There’s a few types of stablecoins out there, broadly speaking divided into those with collateral of some kind and those without.
Those without tends to be called synthetic or algorithmic stablecoins. They might also be called a scam or a failure, or they are also known as seigniorage-style stablecoins, and these are not backed by collateral.
With no collateral providing underlying value, the value is attempted controlled through supply and demand algorithms and agreements. It’s easy to “fall in love” with this:
- It’s managed on-chain, making it look like a fairly clean implementation
- It doesn’t need to attract underlying collateral to begin operations, removing a lot of potential hassle
However, these types of unbacked stablecoins eventually always fail, because at some point you’ll get a “bank run“-type situation. And a bank run is bad enough for banks, whom are at least somewhat backed by collateral..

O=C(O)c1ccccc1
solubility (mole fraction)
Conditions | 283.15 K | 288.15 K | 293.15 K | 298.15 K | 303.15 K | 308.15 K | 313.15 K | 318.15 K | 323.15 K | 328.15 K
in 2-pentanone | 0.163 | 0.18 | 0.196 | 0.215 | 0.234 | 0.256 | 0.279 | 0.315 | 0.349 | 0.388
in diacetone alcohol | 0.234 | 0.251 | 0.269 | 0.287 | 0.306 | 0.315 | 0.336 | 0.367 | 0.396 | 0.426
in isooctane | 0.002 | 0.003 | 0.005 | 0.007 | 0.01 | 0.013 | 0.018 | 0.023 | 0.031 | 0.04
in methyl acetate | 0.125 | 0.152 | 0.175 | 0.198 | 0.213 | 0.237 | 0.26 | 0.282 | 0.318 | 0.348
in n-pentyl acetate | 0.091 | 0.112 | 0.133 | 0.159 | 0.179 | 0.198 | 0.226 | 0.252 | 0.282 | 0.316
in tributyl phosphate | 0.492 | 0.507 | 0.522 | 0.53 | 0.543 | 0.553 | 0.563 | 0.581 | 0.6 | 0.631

Do we therefor always need to back stablecoins with fiat? No, you can back it with any collateral, but the collateral should itself be of a certain minimum quality, ideally measured through high utility and low volatility. MakerDAO is/was mainly backed by volatile cryptocurrencies as collateral, and onboarded other types of collateral like USDC to help diversify.
I’d argue other types of real world assets, metals and the likes, things that participate in the real economy, provide some of the best collateral available. That’s what we should look to onboard.